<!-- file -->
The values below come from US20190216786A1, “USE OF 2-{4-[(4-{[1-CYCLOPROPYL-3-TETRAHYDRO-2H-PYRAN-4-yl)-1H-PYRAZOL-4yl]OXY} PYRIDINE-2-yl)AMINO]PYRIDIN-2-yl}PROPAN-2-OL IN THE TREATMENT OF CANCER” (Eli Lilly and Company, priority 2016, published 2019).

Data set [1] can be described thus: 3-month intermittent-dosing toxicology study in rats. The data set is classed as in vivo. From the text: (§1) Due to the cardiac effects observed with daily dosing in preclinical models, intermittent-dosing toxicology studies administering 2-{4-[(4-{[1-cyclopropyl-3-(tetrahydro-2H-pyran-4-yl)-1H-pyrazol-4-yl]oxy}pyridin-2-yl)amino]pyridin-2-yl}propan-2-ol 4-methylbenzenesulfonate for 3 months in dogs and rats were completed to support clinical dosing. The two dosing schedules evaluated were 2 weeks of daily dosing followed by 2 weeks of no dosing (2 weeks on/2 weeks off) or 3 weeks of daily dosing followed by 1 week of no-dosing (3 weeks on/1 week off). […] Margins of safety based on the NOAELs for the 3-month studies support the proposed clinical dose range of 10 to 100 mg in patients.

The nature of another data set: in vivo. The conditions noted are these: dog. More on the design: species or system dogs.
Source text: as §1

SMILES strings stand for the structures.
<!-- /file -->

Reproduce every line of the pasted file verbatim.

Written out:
The values below come from US20190216786A1, “USE OF 2-{4-[(4-{[1-CYCLOPROPYL-3-TETRAHYDRO-2H-PYRAN-4-yl)-1H-PYRAZOL-4yl]OXY} PYRIDINE-2-yl)AMINO]PYRIDIN-2-yl}PROPAN-2-OL IN THE TREATMENT OF CANCER” (Eli Lilly and Company, priority 2016, published 2019).

Data set [1] can be described thus: 3-month intermittent-dosing toxicology study in rats. The data set is classed as in vivo. From the text: (§1) Due to the cardiac effects observed with daily dosing in preclinical models, intermittent-dosing toxicology studies administering 2-{4-[(4-{[1-cyclopropyl-3-(tetrahydro-2H-pyran-4-yl)-1H-pyrazol-4-yl]oxy}pyridin-2-yl)amino]pyridin-2-yl}propan-2-ol 4-methylbenzenesulfonate for 3 months in dogs and rats were completed to support clinical dosing. The two dosing schedules evaluated were 2 weeks of daily dosing followed by 2 weeks of no dosing (2 weeks on/2 weeks off) or 3 weeks of daily dosing followed by 1 week of no-dosing (3 weeks on/1 week off). […] Margins of safety based on the NOAELs for the 3-month studies support the proposed clinical dose range of 10 to 100 mg in patients.

The nature of another data set: in vivo. The conditions noted are these: dog. More on the design: species or system dogs.
Source text: as §1

SMILES strings stand for the structures.